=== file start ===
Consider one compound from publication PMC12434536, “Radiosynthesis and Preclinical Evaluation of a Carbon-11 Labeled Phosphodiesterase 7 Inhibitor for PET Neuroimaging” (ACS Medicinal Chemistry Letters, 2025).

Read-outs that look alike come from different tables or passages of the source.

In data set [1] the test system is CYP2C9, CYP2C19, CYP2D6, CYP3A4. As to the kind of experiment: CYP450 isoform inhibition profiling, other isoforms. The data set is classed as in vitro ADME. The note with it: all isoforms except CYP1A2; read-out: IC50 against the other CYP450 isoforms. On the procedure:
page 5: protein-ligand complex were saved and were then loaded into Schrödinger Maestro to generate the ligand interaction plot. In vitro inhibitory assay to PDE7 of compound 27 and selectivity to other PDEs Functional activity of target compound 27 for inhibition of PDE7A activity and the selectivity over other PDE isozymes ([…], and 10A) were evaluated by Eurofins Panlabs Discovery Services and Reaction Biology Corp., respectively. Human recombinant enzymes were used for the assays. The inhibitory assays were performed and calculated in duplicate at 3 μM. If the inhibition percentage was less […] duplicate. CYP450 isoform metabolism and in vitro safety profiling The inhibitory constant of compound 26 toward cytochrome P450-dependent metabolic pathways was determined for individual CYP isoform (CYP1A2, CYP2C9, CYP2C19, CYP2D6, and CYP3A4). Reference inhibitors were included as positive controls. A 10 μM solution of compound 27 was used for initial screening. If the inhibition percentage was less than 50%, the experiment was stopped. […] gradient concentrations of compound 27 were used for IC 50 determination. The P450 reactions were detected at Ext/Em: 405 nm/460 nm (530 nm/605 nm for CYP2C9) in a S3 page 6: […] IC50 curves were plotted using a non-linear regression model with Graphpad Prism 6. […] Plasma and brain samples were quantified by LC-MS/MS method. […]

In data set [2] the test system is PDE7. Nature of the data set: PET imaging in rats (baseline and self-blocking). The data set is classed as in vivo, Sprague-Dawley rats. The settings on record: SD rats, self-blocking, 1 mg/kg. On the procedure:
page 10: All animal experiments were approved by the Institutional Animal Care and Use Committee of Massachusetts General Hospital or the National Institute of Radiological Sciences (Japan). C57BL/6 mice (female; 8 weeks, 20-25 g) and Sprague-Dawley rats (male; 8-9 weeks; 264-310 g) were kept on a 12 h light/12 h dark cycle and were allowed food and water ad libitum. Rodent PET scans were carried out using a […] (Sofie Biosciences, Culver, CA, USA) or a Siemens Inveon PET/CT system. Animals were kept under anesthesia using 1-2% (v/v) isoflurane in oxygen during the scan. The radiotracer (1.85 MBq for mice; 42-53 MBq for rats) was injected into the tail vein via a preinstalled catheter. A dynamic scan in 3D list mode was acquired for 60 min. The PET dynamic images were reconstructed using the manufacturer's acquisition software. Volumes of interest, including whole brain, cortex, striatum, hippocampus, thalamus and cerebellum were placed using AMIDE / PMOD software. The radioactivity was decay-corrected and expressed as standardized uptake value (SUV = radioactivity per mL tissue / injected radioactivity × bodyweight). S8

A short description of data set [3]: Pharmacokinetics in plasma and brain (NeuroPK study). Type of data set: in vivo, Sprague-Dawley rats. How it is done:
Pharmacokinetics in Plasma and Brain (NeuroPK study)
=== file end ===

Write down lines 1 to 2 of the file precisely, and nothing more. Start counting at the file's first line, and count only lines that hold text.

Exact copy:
Consider one compound from publication PMC12434536, “Radiosynthesis and Preclinical Evaluation of a Carbon-11 Labeled Phosphodiesterase 7 Inhibitor for PET Neuroimaging” (ACS Medicinal Chemistry Letters, 2025).

Read-outs that look alike come from different tables or passages of the source.